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College Spending On Athletics Rises Faster Than On Academics


Photo: Depauw University

Alumni donations, not an overall increase in budget, helped launch DePauw's lacrosse program.

College and university are spending more on athletics while spending on academics has remained stagnant, according to a report the American Association of University Professors released today.

The report shows that between 2003 and 2011, academic funding at public institutions increased 1 percent while athletic funding increased 25 percent.

John Curtis, the director of research and public policy for the American Association of University Professors, says the findings are particularly striking because the trend is being seen not only in schools with Division 1 athletics but also in less competitive Division 3 schools.

“It seems that colleges and universities are hoping to attract students essentially by offering them the possibility of participating in athletics, as many of them have in high school, even though it’s very clear that they’re not going to be pursuing athletics as any kind of career,” he says.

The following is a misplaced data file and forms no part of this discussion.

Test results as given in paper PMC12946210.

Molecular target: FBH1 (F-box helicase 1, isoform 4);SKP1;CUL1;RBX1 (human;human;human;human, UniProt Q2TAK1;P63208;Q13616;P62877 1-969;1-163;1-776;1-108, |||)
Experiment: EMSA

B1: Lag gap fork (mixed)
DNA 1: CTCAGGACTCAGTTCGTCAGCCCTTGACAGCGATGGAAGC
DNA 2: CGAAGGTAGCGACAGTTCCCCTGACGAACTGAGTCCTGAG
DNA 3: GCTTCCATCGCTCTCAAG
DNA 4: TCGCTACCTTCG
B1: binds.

But Depauw University Athletic Director Stevie Baker-Watson says that’s not the case at her school.

The private university in Greencastle is a Division 3 school. It recently added men’s and women’s lacrosse in the past few years, but Watson says the overall athletic budget has largely been flat. She attributes that to the fact that Division 3 players don’t get athletic-based scholarships.

“So where you might see in Division 1 or Division 2, they are adding money into their department and it’s going to furnish more scholarships for those student athletes, we’re not doing any of that,” she says.

But Watson says the athletics department has received a substantial amount of private donations to make improvements to fields and the school’s recreation center.

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